Diagnosis, assessment of severity and management of acute pancreatitis
Jugoslovenska medicinska biohemija
Severe pancreatitis occurs in 20%'30% of all patients with acute pancreatitis. Pancreatic enzymes, cytokines and other active peptides, liberated from the inflamed pancreas, convert inflammation of the pancreas as a single-organ disease of the retroperitoneum to a multisystem disease. Determinations of pancreatic serum enzymes are still »the golden standard« for diagnosis of the acute pancreatitis. Out of clinically significant pancreatic enzymes, pancreatic-amylase and lipase are suggested for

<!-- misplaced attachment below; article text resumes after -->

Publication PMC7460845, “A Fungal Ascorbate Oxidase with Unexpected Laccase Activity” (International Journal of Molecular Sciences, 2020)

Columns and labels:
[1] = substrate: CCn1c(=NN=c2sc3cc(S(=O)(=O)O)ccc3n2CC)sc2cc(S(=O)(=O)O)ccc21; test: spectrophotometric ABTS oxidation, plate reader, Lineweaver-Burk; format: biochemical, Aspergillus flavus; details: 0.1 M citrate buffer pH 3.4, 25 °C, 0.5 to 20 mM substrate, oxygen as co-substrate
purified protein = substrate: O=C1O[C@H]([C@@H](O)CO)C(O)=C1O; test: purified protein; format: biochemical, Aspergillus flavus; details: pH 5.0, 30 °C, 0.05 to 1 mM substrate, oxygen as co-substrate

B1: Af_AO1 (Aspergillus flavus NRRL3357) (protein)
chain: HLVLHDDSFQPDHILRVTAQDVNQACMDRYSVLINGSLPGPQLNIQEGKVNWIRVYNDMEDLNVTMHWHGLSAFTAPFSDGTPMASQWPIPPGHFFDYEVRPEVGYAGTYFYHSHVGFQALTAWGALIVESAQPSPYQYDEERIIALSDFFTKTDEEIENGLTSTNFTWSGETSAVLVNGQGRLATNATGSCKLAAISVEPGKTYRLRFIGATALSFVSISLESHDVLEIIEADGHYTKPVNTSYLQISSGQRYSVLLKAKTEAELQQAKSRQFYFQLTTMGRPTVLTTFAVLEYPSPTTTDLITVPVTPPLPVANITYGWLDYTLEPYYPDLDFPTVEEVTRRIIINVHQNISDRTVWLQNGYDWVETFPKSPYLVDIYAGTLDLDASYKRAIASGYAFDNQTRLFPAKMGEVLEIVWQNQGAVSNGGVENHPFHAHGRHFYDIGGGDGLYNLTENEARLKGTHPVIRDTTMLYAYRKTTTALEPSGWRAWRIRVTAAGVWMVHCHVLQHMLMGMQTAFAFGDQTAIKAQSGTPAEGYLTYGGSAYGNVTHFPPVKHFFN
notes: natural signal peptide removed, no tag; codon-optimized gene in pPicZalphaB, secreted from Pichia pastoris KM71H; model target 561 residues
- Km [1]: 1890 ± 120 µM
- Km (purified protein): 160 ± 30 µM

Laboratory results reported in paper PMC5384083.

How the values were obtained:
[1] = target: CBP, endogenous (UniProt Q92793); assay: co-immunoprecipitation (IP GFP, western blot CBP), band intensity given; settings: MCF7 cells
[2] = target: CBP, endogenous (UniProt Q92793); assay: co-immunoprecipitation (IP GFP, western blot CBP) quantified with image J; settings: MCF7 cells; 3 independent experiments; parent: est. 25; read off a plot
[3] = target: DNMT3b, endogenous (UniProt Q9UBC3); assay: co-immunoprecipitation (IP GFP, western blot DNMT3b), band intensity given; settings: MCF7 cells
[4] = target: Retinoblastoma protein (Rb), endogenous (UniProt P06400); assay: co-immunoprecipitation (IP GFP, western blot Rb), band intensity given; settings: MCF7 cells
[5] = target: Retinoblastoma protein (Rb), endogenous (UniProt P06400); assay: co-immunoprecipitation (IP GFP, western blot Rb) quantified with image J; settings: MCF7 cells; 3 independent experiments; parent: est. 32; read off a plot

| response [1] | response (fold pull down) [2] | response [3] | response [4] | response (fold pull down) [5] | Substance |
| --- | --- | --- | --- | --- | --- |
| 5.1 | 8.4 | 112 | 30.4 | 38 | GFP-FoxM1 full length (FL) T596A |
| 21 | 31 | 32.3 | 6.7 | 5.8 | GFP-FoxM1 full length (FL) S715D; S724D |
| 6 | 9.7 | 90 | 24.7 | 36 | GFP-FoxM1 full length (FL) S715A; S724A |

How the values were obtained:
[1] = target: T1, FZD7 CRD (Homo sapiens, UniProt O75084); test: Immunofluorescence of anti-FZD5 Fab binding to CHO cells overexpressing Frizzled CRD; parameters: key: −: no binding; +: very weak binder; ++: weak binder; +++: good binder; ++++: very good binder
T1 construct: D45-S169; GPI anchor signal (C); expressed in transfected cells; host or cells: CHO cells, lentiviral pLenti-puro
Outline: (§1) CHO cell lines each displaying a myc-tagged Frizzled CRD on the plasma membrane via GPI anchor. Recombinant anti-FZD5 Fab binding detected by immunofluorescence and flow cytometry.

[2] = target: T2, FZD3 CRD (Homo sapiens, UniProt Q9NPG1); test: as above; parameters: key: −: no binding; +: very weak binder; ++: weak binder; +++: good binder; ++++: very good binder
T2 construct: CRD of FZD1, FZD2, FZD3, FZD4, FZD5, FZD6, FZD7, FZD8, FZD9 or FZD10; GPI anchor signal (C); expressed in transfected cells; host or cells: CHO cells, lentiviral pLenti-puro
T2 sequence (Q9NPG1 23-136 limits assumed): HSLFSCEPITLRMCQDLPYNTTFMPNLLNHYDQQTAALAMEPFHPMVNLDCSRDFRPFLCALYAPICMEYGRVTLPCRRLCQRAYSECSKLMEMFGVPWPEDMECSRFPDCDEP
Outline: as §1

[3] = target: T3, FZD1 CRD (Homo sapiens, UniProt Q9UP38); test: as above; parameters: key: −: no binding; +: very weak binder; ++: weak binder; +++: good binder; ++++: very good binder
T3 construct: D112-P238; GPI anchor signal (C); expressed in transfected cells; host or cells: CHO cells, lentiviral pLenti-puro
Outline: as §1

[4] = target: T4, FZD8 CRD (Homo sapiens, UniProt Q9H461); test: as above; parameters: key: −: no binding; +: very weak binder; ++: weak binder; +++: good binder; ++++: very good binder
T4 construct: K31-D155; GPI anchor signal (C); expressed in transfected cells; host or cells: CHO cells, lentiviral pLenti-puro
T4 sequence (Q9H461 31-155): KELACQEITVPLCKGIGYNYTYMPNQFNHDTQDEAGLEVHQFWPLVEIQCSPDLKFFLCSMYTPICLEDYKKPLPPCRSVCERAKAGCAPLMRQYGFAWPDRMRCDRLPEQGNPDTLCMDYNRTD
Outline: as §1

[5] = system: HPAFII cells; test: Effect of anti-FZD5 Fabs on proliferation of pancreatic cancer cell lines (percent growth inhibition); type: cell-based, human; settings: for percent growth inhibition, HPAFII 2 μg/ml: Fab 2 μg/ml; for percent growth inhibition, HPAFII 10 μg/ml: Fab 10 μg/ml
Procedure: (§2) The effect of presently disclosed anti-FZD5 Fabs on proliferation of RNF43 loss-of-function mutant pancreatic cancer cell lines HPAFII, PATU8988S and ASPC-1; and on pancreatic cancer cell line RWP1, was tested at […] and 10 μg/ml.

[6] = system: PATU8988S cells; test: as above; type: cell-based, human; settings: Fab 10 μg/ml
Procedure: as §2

... e are suggested for routine clinical determination due to available methods for their measurement. The methods are simple, and the results may be obtained rather quickly without any special equipment. Maximal diagnostic accuracy is achieved by »cut-off« values of 182 U/L for pancreatic-amylase and 656 U/L for lipase. Treatment of patients with acute pancreatitis is based on the initial assessment of disease severity. Early staging is based on the presence and degree of systemic failure (cardiovascular, pulmonary, and renal) and on the presence and extent of pancreatic necrosis. Individual clinical parameters and laboratory biomarkers, although sometimes helpful, are not sufficiently accurate to reliable assess the severity of an acute attack. Numeric grading systems with sensitivities of about 70% are commonly used today as indicators of organ failure and disease severity. Contrast material-enhanced computed tomography is used in addition to help evaluate local pancreatic morphology and the presence and extent of pancreatic necrosis. Out of all recently studied biochemical parameters for prognostic evaluation of acute pancreatitis patients, the measurement of C-reactive protein concentration appeared to be the parameter with the highest clinical accuracy. The best differentiation of moderate from severe acute pancreatitis forms is achieved by »cut-off« CRP values of 126 mg/L, 48 hours from the onset of symptoms. For this reason, CRP measurement may be used as the alternative to computerized tomography. In compliance with the postulations for evidence-based medicine, the procedures related to diagnosis, prognosis and management of acute pancreatitis are classified into four categories: certain, probable, possible and inappropriate.